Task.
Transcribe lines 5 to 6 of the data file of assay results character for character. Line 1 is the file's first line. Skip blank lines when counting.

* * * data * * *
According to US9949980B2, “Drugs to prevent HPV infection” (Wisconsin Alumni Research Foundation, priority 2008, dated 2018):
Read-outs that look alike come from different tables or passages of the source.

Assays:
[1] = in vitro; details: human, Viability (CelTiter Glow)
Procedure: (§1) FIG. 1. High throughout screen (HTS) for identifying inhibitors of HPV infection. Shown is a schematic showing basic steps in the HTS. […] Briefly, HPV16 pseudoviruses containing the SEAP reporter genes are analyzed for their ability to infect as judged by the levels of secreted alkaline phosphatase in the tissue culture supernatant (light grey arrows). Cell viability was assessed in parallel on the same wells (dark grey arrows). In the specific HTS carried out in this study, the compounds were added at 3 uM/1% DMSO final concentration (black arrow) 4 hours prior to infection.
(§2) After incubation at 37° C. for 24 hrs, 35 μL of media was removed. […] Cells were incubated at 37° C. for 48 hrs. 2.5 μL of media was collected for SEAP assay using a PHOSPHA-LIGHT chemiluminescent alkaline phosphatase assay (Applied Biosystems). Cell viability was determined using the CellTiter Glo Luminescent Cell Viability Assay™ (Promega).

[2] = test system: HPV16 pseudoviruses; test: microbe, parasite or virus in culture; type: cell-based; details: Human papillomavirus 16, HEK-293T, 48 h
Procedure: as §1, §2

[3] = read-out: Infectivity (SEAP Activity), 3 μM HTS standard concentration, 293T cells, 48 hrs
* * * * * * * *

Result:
Procedure: (§1) FIG. 1. High throughout screen (HTS) for identifying inhibitors of HPV infection. Shown is a schematic showing basic steps in the HTS. […] Briefly, HPV16 pseudoviruses containing the SEAP reporter genes are analyzed for their ability to infect as judged by the levels of secreted alkaline phosphatase in the tissue culture supernatant (light grey arrows). Cell viability was assessed in parallel on the same wells (dark grey arrows). In the specific HTS carried out in this study, the compounds were added at 3 uM/1% DMSO final concentration (black arrow) 4 hours prior to infection.
(§2) After incubation at 37° C. for 24 hrs, 35 μL of media was removed. […] Cells were incubated at 37° C. for 48 hrs. 2.5 μL of media was collected for SEAP assay using a PHOSPHA-LIGHT chemiluminescent alkaline phosphatase assay (Applied Biosystems). Cell viability was determined using the CellTiter Glo Luminescent Cell Viability Assay™ (Promega).